Why Thinking Small Can Help You Reach Your Writing Goals

There’s nothing wrong with having big sweeping writing ambitions, like wanting to see your name on a best-seller list or being asked to sit on a panel alongside some of the top names in the business. Success starts with believing in yourself, so we’re all for reaching for the stars.

That being said, becoming too fixated on the outcomes of making it big can end up having a detrimental impact on the work it takes to get there. Let’s look at how scaling back your thinking can help you get to where you want to be.

Visualization can only get you so far
Regardless of what field you’re talking about, you’ll often hear experts in the subject talk about the importance of visualization. There’s no doubt that this can be a helpful process, especially for those who have trouble believing in themselves or are suffering from imposter syndrome. The other side of the coin, though, is that imagining the success and the “perfect” finished novel can end up preventing you from actually writing a not-great-but-it-can-be-fixed first draft. Although no one will claim that writing is always fun, you shouldn’t ignore the pleasure that can be found in the process. By looking at each time you sit down to write as having value in and of itself, rather than just as a stepping stone to your future achievements, you’ll be able to lead a more balanced life. Focusing on where you’re at right now and being thankful for it will result in a happier and ultimately more productive approach to your work.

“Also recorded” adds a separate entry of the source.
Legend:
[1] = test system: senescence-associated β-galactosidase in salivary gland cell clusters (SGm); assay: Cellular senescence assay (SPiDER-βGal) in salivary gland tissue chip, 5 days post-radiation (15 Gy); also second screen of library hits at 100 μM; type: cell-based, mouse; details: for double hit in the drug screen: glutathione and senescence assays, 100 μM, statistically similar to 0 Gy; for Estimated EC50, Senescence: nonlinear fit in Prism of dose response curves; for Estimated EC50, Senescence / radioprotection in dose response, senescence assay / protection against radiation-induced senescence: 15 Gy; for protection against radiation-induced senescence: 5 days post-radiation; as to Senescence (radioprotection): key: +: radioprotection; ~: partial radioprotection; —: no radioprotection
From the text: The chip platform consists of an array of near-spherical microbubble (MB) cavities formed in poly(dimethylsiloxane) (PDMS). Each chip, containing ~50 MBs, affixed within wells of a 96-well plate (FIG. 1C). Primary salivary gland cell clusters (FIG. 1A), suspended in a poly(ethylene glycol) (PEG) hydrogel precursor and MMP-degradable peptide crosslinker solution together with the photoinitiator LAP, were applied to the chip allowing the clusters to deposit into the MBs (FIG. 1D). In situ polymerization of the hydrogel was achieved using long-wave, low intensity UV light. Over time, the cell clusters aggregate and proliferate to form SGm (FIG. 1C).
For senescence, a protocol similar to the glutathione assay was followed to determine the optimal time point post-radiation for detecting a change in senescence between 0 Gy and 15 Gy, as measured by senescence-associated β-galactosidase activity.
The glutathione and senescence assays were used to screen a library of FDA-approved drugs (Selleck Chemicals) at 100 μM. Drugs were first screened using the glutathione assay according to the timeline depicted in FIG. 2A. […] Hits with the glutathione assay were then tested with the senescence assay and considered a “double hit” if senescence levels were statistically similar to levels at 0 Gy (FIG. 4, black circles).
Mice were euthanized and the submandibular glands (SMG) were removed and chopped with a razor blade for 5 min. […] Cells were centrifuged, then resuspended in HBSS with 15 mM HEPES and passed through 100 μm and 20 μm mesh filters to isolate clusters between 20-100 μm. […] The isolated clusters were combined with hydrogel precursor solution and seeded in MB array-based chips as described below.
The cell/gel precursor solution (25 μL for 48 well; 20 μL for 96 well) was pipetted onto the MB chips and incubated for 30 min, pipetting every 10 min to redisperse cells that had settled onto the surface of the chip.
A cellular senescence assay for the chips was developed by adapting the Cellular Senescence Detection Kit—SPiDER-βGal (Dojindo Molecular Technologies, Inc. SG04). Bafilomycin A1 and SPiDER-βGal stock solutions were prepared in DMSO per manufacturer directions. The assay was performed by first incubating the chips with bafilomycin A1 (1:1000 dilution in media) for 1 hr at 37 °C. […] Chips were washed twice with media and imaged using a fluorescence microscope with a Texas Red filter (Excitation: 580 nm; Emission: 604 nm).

Smaller goals lead to more frequent wins
Rather than just breaking a bigger goal down into a smaller one, but actually scaling back your mindset and establishing small, independent targets—you’ll be able to generate and sustain positive momentum. If your goal is to “write a novel,” – change it to “write at least 200 words every day for the next week.” By thinking of this task as a separate goal, not “write 200 words of my novel every day for the next week,” you’ll feel less pressure and might even up producing better work. Regardless, you’ll get a few wins under your belt and will be in a better mindset to stick with your targets.

You’re able to focus on the words, aka the building blocks of what you do
As noted above, 100, 200, or 300 words might not seem very ambitious when it comes to daily writing output, but it is essential to remember that your efforts are cumulative and that the numbers will add up! 200-ish words a day is about one typed, double-spaced manuscript page and can give you a full-length novel in a year. The publishing process will involve many other steps and obstacles, but you won’t be in a place to contemplate them until you get something down on the page. Once you’ve got words to move and play with, then you’re talking!  

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